The Supple Collection is excited to announce that we have successfully completed another renovation for the Meadows Library Branch in Boulder. This was our second time working at the Meadows Branch and alongside the staff there, as well as our third renovation for Boulder Public Libraries.
The Supple Collection is excited to partner with Douglas County Libraries on a renovation project for their Highlands Ranch location. We have worked with DCL on numerous occasions in the past and are thrilled to continue being part of the exciting changes and growth happening in their organization.
Do you belong to a library that’s in the middle of a redesign? If so, you may be able to benefit from our space saving library furniture!
Today, many libraries recognize that their role in society is changing. Advancements in technology and science have created new community needs, such as access to 3D printers, additional office space for remote workers, and places where young learners can engage in hands on activities that will prepare them to fulfill roles in the engineering and medical fields.
By changing the way you use space in your library, you can free up room that can be used for other purposes and improve your library. You just need the right library furniture to get started.
Have you ever wondered if your library is living up to its full potential? The goal of every library is to fulfill the needs of the surrounding community. Libraries provide services and resources that help the public stay informed, educated, healthy, and entertained. Why then are some libraries constantly buzzing with activity while others look as desolate as a ghost town? What makes some libraries more successful than others?
While numerous factors can affect the success of a library, perhaps the most important is library design. Library furniture and design plays a huge role in determining how people interact with a library and what importance they ascribe to its existence. If people visiting the library feel like their needs are being met, they are much more likely to return.
When planning a new library or remodeling an existing one, it’s important to a number of elements into consideration, including traffic patterns, accessibility, organization, comfort, and aesthetics.1 Optimizing libraries for positive interactions can lead to higher levels of engagement, deeper learning, and an increase in popularity, thus benefiting the surrounding community as well as the library itself.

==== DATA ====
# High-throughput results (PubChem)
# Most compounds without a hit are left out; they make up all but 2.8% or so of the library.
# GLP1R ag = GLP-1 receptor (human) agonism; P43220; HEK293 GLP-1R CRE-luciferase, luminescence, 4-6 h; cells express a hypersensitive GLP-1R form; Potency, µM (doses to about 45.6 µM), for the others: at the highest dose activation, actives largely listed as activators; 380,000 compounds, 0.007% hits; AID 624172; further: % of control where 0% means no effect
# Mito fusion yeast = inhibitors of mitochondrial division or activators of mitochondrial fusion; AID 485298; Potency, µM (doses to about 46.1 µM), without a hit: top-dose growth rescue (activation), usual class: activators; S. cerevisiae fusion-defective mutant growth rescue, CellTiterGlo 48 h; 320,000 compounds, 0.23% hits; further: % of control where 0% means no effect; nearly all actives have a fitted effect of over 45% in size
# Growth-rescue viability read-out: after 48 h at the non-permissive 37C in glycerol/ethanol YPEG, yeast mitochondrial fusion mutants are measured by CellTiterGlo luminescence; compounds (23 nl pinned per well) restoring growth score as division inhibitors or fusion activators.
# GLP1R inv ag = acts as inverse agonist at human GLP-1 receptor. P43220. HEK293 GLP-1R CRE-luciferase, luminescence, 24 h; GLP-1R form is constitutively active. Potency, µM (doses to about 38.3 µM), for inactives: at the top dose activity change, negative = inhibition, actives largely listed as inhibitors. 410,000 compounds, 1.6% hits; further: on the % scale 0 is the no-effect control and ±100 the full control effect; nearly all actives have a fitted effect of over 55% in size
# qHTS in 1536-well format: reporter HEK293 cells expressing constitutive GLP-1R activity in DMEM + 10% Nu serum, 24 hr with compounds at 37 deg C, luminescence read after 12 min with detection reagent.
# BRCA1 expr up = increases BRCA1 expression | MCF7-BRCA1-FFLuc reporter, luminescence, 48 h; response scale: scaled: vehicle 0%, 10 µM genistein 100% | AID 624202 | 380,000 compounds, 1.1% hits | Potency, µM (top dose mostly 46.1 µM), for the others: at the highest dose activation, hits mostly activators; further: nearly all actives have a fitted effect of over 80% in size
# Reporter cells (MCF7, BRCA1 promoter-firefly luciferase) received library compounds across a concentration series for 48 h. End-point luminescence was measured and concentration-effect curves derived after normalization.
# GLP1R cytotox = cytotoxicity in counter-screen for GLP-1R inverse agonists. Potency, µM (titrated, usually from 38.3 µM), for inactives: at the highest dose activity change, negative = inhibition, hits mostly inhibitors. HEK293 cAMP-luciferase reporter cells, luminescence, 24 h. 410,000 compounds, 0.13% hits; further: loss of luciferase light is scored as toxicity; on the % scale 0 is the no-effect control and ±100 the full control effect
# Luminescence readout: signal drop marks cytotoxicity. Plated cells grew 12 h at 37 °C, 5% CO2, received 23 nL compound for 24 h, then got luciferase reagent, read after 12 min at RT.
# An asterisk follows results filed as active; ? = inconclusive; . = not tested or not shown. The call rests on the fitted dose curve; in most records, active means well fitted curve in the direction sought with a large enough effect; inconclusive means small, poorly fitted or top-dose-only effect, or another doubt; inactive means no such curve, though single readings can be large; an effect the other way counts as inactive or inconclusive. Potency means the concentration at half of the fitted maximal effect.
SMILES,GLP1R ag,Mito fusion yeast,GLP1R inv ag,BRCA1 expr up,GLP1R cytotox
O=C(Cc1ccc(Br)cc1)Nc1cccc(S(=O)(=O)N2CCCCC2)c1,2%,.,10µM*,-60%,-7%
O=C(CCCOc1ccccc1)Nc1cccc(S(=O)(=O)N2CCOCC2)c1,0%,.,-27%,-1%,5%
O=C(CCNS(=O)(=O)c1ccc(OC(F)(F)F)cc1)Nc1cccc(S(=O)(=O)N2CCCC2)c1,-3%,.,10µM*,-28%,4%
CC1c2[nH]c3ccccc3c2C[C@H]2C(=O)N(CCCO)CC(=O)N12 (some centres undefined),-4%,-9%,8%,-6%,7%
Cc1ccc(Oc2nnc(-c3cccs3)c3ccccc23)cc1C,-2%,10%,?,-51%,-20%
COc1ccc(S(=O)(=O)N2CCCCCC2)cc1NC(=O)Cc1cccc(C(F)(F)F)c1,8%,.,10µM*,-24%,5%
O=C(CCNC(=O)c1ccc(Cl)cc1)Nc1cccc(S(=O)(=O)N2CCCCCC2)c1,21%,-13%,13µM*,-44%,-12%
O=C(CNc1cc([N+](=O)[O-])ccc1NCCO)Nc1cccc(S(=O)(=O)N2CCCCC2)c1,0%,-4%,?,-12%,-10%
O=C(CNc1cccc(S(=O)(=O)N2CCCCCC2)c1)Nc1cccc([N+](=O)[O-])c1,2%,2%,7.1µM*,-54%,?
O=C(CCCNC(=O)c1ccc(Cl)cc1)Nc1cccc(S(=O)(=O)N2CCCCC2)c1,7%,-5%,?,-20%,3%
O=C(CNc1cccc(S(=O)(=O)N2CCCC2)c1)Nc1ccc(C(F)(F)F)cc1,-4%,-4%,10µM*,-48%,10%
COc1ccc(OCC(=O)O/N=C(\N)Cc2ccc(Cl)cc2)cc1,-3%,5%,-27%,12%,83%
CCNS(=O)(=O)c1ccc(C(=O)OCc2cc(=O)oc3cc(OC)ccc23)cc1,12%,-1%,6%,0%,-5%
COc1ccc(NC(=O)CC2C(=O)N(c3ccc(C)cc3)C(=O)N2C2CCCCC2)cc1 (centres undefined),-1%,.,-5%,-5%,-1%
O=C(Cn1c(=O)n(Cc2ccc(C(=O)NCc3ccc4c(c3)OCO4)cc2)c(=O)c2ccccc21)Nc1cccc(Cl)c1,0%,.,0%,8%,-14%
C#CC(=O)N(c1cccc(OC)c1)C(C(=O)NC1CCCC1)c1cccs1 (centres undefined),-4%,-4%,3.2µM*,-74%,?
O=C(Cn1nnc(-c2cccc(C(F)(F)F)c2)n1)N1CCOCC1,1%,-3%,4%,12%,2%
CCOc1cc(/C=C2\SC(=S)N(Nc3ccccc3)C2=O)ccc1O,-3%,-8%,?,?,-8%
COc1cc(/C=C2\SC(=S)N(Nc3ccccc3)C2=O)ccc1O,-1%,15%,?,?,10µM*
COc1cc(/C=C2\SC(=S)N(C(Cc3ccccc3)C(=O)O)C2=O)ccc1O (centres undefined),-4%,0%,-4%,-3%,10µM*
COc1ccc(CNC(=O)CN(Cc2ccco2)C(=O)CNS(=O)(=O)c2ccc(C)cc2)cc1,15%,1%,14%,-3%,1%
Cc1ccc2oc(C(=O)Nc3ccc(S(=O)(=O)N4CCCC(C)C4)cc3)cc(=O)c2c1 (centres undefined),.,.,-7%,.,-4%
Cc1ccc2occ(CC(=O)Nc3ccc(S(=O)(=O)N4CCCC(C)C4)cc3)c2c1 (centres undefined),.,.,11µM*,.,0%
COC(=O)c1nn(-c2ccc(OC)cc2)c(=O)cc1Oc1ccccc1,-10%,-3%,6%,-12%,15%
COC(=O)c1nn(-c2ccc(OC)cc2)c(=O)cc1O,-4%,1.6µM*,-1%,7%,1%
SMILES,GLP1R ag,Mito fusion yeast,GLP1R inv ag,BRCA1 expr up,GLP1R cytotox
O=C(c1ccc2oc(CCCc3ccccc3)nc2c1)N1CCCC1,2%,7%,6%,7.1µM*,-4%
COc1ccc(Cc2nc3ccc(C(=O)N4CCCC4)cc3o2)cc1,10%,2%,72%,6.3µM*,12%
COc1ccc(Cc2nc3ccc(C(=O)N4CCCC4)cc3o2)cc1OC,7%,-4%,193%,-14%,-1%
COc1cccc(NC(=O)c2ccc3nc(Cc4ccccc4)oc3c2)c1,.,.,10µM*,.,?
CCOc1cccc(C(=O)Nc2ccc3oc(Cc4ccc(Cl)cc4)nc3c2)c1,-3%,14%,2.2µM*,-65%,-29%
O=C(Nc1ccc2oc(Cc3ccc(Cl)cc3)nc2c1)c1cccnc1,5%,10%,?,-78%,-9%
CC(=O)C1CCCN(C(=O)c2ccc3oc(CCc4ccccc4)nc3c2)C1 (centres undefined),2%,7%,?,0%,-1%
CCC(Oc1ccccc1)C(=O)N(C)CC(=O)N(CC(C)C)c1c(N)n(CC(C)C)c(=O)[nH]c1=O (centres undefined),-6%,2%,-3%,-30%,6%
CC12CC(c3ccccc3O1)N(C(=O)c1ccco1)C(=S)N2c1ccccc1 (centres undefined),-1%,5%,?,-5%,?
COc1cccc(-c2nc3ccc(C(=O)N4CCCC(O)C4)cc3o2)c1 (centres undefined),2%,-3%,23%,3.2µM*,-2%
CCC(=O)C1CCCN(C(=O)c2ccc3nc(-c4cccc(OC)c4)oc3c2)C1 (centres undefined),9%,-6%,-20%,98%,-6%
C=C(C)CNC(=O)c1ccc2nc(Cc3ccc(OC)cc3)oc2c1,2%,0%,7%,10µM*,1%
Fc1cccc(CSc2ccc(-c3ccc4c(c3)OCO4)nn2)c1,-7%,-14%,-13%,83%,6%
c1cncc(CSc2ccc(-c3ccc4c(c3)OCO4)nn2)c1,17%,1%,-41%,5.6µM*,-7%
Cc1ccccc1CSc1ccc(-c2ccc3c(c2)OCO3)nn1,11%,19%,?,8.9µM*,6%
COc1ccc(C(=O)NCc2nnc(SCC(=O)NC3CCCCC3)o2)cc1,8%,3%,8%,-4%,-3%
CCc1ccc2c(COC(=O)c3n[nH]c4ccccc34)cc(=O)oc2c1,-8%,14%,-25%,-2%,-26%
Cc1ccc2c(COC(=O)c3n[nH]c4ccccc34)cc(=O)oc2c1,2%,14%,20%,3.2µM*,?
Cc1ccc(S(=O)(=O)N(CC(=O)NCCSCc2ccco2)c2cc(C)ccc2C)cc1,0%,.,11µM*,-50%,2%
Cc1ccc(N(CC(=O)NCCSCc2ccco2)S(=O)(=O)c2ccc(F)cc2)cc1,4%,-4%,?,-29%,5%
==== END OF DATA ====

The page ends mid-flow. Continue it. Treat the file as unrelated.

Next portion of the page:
In the past few years, makerspaces have become much more common in educational settings. No longer just a part of hackerspaces and fablabs, makerspaces can now be found in a variety of learning environments, from classrooms in preschools to STEM labs in elementary schools and art studios on college campuses.
A growing number of educators and school administrators are beginning to realize that makerspaces can make a huge impact on student learning and school culture. As a result, many schools have added makerspaces to their library. This kind of mentality is in itself revolutionary, since school libraries are traditionally thought of as being quiet, tidy spaces for individual learning. However, more and more, research is showing that students learn best when they can work in a collaborative environment and participate in hands-on activities.
A Response to “Challenging Traditional Assumptions and Rethinking Learning Spaces” from the Book Learning Spaces
The idea that environments themselves significantly impact learning is a relatively new concept. Previously, discussions on how to improve classroom activity focused primarily on methods of teaching. The book Learning Spaces by Diana B. Oblinger challenges these old ideas and ways of thinking by shifting the focus away from simply what teachers and students are doing in the classroom and stepping back and examining the classroom as a whole. We are encouraged to consider how the design and composition of learning environments impact students, classroom culture, and the learning process.
Evolutions in technology and pedagogy have created a demand for new types of learning spaces. Educators are finding that students work and learn best in environments that are fun, engaging, and collaborative. For this reason, school libraries are beginning to change and evolve to include more flexible seating options.